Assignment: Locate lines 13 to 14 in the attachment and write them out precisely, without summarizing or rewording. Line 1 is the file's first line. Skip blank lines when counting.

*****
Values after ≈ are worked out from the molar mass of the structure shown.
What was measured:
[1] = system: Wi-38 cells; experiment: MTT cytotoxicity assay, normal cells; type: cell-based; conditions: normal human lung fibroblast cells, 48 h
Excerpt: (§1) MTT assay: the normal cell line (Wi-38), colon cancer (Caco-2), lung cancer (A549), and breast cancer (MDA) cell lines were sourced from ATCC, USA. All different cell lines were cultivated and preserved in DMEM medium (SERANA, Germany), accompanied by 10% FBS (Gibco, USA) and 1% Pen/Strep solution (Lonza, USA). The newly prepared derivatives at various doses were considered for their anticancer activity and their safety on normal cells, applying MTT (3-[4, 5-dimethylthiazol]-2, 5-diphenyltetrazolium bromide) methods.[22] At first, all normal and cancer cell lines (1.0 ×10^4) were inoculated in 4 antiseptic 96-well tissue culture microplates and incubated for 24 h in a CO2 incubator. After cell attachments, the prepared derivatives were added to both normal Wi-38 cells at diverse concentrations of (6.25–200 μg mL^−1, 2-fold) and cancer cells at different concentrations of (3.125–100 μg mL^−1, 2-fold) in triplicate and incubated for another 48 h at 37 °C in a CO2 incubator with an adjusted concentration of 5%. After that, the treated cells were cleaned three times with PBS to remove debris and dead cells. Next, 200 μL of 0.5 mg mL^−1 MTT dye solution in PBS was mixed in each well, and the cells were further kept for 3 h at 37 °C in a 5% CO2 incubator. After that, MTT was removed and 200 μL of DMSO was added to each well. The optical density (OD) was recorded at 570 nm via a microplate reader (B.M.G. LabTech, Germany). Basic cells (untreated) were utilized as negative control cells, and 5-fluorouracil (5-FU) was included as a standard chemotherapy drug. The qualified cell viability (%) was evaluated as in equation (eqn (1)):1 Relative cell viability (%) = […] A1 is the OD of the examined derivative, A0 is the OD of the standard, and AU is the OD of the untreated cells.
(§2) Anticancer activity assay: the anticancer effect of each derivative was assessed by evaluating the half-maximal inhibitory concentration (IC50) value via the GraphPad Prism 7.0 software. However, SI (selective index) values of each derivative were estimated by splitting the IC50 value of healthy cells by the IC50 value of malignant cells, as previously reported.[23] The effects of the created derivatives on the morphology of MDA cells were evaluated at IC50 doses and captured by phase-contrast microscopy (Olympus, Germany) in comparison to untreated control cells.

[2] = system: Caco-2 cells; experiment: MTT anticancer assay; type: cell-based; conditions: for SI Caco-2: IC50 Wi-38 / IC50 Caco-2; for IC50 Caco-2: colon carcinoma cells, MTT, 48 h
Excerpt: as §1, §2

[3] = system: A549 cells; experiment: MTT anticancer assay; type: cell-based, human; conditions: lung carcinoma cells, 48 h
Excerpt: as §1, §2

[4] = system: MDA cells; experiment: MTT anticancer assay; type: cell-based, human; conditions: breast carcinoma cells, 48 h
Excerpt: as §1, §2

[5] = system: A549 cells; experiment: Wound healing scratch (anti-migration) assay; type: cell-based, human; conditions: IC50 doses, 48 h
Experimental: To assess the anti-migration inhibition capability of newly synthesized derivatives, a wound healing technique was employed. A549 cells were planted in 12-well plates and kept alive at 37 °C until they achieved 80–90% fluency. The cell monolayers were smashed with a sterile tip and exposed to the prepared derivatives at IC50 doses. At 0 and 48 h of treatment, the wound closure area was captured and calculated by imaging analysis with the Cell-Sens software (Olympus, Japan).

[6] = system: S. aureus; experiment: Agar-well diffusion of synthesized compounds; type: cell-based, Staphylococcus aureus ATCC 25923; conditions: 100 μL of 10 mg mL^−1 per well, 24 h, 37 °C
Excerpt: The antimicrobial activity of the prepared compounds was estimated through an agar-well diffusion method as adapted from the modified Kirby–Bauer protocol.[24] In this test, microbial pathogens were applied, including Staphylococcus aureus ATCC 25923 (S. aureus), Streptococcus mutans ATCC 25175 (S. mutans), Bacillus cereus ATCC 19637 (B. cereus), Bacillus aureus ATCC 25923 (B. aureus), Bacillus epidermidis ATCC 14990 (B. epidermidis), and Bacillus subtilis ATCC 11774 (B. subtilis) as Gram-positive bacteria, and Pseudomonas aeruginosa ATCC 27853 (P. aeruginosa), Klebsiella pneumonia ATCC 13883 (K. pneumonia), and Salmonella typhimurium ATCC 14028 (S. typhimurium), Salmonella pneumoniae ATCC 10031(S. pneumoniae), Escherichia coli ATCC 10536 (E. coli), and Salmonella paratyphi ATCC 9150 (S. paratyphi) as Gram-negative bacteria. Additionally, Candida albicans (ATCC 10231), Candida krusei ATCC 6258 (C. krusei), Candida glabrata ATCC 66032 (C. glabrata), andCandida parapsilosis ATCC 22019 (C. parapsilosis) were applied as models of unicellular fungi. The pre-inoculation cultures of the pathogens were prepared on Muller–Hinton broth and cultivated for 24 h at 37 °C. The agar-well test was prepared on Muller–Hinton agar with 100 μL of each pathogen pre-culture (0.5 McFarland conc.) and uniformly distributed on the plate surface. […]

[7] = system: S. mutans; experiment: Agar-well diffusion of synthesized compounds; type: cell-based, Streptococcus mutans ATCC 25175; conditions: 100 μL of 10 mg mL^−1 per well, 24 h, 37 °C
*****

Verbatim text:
Experimental: To assess the anti-migration inhibition capability of newly synthesized derivatives, a wound healing technique was employed. A549 cells were planted in 12-well plates and kept alive at 37 °C until they achieved 80–90% fluency. The cell monolayers were smashed with a sterile tip and exposed to the prepared derivatives at IC50 doses. At 0 and 48 h of treatment, the wound closure area was captured and calculated by imaging analysis with the Cell-Sens software (Olympus, Japan).

[6] = system: S. aureus; experiment: Agar-well diffusion of synthesized compounds; type: cell-based, Staphylococcus aureus ATCC 25923; conditions: 100 μL of 10 mg mL^−1 per well, 24 h, 37 °C